That’s fair enough--if you’re going to do something, you should really do it right, especially using millions in other people’s money--and perhaps Canonical should get some credit for a hearty moonshot, because if they had somehow raised all that money, today would be a very interesting one for the mobile industry.
Instead, poof--the whole thing is over. And there’s something in the tone of Canonical head honcho Mark Shuttleworth’s parting campaign update that sounds a little off.
He thanks all of the project’s supporters for their generous donations, including Bloomberg LP’s $80,000 Enterprise Bundle pledge, as well as the Ubuntu community for spreading the word, getting excited about the project, and even taking out online ads. But then he said, “Most importantly, the big winner from this campaign is Ubuntu.” He added, “While we passionately wanted to build the Edge to showcase Ubuntu on phones, the support and attention it received will still be a huge boost as other Ubuntu phones start to arrive in 2014.”
He went on to say that because of all the support and publicity, Canonical has had productive conversations with major manufacturers, and now it also has many of the biggest mobile networks signed up to its Ubuntu Carrier Advisory Group. “They’ll have been watching this global discussion of Ubuntu and the need for innovation very closely indeed,” he said.
In sum, Shuttleworth doesn’t seem bummed at all about not getting the Ubuntu Edge funded. Instead, he’s nearly crowing about all the great things that are happening now for Ubuntu as a result. That’s still great news for anyone watching the mobile industry, but what about all those who supported the campaign financially?
Canonical opted to set up its Indiegogo campaign with the “Fixed Funding” plan, meaning that if a project doesn’t meet its goal, the money just goes back to the pledgers. That’s good, because if they’d done the “Flexible Funding” method instead, Canonical would be allowed to keep all the money regardless.
However, even with Fixed Funding, Indiegogo keeps a percentage of the raised funds. With campaigns that reach their goals, Indiegogo keeps 4%; if a project doesn’t make, it keeps 9%.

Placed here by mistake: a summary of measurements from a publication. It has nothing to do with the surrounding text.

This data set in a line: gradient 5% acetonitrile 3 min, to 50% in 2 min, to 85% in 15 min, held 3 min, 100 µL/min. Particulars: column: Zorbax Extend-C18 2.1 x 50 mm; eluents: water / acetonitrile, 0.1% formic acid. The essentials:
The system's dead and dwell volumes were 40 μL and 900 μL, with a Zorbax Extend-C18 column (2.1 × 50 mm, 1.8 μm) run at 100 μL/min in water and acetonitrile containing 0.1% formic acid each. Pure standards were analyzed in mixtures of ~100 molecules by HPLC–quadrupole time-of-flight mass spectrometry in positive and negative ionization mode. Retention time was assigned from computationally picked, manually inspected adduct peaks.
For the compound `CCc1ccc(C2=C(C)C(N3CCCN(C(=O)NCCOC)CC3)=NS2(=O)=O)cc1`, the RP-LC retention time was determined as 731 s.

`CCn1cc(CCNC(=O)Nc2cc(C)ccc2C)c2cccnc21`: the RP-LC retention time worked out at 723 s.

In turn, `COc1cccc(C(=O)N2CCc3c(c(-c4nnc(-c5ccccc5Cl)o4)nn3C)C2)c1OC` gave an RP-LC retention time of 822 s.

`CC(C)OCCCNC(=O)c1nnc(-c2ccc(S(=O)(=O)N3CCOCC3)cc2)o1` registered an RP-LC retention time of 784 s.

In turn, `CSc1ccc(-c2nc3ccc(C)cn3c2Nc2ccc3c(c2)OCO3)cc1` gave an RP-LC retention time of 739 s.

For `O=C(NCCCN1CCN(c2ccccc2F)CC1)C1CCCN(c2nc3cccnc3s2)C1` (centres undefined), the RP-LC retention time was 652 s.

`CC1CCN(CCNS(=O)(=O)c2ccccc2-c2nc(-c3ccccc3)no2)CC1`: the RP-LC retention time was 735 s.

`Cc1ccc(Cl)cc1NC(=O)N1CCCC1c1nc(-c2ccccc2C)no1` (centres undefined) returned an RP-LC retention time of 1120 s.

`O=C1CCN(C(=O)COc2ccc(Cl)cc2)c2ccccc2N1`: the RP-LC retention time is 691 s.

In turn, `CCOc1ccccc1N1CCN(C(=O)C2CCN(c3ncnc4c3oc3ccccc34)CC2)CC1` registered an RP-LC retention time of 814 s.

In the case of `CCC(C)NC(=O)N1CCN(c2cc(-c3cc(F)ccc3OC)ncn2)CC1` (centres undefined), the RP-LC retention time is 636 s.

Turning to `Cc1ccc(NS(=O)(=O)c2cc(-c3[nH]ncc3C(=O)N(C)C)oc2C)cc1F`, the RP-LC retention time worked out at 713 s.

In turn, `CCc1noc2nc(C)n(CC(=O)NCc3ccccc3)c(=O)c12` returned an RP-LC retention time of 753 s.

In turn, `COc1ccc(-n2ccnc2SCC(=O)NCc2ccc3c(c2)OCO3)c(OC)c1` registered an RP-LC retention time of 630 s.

One hopes that Canonical truly believed that it could raise $32 million for the Ubuntu Edge smartphone, because it’s possible that the company did this solely as a publicity stunt. If the latter is true, then Canonical cost all of its backers 9% of the money they pledged. At the “Founder” level, that’s nothing--a mere $1.80--but for those coughed up $695 to get their own Ubuntu Edge smartphone, that’s $62.55, and 5,674 people pledged at that level. That’s not to mention the $7,000 Enterprise Starter Kit level, $10,000 One Of A Kind level, nor the $80,000 Enterprise 115 Bundle.
That’s not to disparage publicity stunts--they’re almost always entertaining and generally harmless--but in this case, a lot of people lost money on it.
You could say that anyone who put money into the campaign knew well and good what they were getting into, and surely they all understood that the $32 million goal was a longshot, to say the least. For that matter, Bloomberg may have been tacitly in on the stunt in a way, throwing some cash at a venture that could in time shake up the mobile industry. (It’s not like they don’t have deep pockets and could spare it.) And perhaps it wasn’t a stunt at all. Maybe Shuttleworth, et al, truly believed that $32 million was a realistic goal.
But a company like Canonical should be careful not to take advantage of its passionate user base; platforms like Ubuntu exist and thrive because of the community. Staging a fundraising campaign that ultimately produces nothing of value for those who gave and also costs backers 9% of their donated money is not a great way to keep your supporters happy.